So these operations are continuing down in that area. In fact, I mean, Mark can tell you, I mean just to show you the breadth and scope of this, there's literally thousands of coalition forces and Iraqi security forces involved in this. You know, we could not do this without our Iraqi counterparts. They have been absolutely imperative and invaluable in providing us critical information that has allowed us to do some of the things that we have done. So it's a true joint effort down there.

GEN. GURGANUS: I'll just add to this that my boss, Major General Gaskin, the CG of MNF-West, still considers this to be the number one thing that we're doing in al Anbar province too, is anything that we can add to the search, anything we can add to the operations as well, we will certainly provide that. And we're finding that this is not just coalition forces that are standing in the breach to help with this. Our Iraqi partners are helping; our Iraqi partners are using their knowledge of the area as well and their familiarity with the people in our region just to make sure that if there's anything that has come over out of MND-Central's area into ours, that we're prepared to help them in those regards as well, sir.

Q (Through interpreter.) Do you presume that these soldiers are still alive?

GEN. CALDWELL: We're sure praying that our soldiers are still alive at this point. We have no indications to reflect otherwise at this point. So that's the reason why the intensive search will continue, regardless of their status, until we find our missing soldiers.

Yes, sir?

Q (Through interpreter.) Ali Hanza (ph) from Al Alum (ph). General Caldwell, in al-Baya the first was -- has witnessed search operations by the American forces until they reached al Rahman mosque, and the forces put a cross on the mosque or a sign. After that, the owner of the house informed them about big weapons caches. What do you think of that?

GEN. CALDWELL: If I understand your question correctly -- just to make sure I have it -- you're saying that there was some information provided to the forces down there that are conducting the search, and you're asking me what did they do about the information? Is that correct? Q (Through interpreter.) The area of al-Baya witnessed search operations by the American forces. The American forces entered a house near Rahman mosque. When the forces went out of the house, they put a sign on the house that this house has been searched. After that, the owner of the house came and informed them about big weapons caches inside the house, and he informed the authorities about that.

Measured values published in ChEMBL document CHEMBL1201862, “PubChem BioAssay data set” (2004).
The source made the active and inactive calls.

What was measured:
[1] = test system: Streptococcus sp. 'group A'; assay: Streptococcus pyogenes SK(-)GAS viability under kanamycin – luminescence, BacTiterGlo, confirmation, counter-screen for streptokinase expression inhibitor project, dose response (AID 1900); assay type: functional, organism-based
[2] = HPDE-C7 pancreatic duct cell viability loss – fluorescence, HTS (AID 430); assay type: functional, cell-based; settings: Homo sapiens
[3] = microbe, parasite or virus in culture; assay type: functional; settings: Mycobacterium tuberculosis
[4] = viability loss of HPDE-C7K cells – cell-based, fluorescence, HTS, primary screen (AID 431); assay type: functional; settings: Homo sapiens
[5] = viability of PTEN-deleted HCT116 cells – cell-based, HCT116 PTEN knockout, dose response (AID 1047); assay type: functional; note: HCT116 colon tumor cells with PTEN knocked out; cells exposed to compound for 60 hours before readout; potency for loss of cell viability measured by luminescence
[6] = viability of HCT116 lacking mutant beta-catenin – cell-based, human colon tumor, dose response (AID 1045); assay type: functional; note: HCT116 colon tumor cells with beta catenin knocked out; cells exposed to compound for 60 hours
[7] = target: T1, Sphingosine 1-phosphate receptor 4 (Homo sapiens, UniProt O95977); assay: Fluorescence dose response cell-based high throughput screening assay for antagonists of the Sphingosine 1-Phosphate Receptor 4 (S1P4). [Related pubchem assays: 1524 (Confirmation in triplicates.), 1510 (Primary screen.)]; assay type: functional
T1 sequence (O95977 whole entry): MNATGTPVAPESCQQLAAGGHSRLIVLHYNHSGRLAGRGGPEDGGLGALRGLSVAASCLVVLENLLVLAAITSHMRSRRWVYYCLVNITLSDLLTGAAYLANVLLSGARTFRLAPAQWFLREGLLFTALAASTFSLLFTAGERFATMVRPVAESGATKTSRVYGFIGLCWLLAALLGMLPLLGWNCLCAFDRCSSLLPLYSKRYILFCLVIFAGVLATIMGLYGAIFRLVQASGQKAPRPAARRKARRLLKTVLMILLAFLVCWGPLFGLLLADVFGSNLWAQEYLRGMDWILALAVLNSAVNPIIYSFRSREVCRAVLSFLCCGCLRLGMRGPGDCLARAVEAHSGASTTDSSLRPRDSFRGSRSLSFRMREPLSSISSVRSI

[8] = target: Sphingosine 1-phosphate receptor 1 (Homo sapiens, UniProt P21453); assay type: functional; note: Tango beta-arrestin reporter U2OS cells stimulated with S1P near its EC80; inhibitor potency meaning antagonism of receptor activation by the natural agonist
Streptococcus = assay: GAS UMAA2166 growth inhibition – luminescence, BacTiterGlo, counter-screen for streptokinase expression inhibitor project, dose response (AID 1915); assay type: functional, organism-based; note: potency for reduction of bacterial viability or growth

GEN. CALDWELL: Well, I mean obviously that's key to what's going on down there right now is -- are these tips.

You know, as I said, General Lynch mentioned this morning that there's been over 143 tips that they've received in the last three days, of which, you know, they were able to action -- conduct some kind of action upon --operation on 37 of them. So they have had some cooperation from the people down there that has been absolutely essential. If in fact -- I did not ask him specifically what number of caches they may have found as a result of this, because clearly our focus right now is on finding our soldiers themselves. But I'd have to go back. But if in fact somebody did provide some information on a cache, that's good news because that's less munitions and armament that would be available out there.

Q (Through interpreter.) The American forces searched the house and then they left the house, and they said that this house has been searched, and after that, the owner of the house informed --

INTERPRETER: Sir, the question is -- Al Alin (ph) Television from Iran, I guess, is asking that the American forces went into a house next to Jaima al-Rahman (sp), which is a Rahman mosque, and after they searched the house and they said it's clear, they left a white mark on the house saying that it has been searched. When the owner of the house went into the house, he found pile of cache. I guess the reporter is saying that the MNF-I or we did put that cache inside the house. This is his question. So what can you say about that, sir?

GEN. CALDWELL: Well, I'd tell you right afterwards if we can get some details. I'm not familiar with this, but I'll be glad to follow it up and try to get you a more informed answer. I'm just not familiar the situation or the location that you're specifically talking about, but we can sure follow up right after this with you. We'll be glad to do that. Okay.

Q (Through interpreter.) You are accusing the Iraqi soldiers about dereliction about the missing soldiers. Now, what is the cooperation between you and the Iraqi security forces?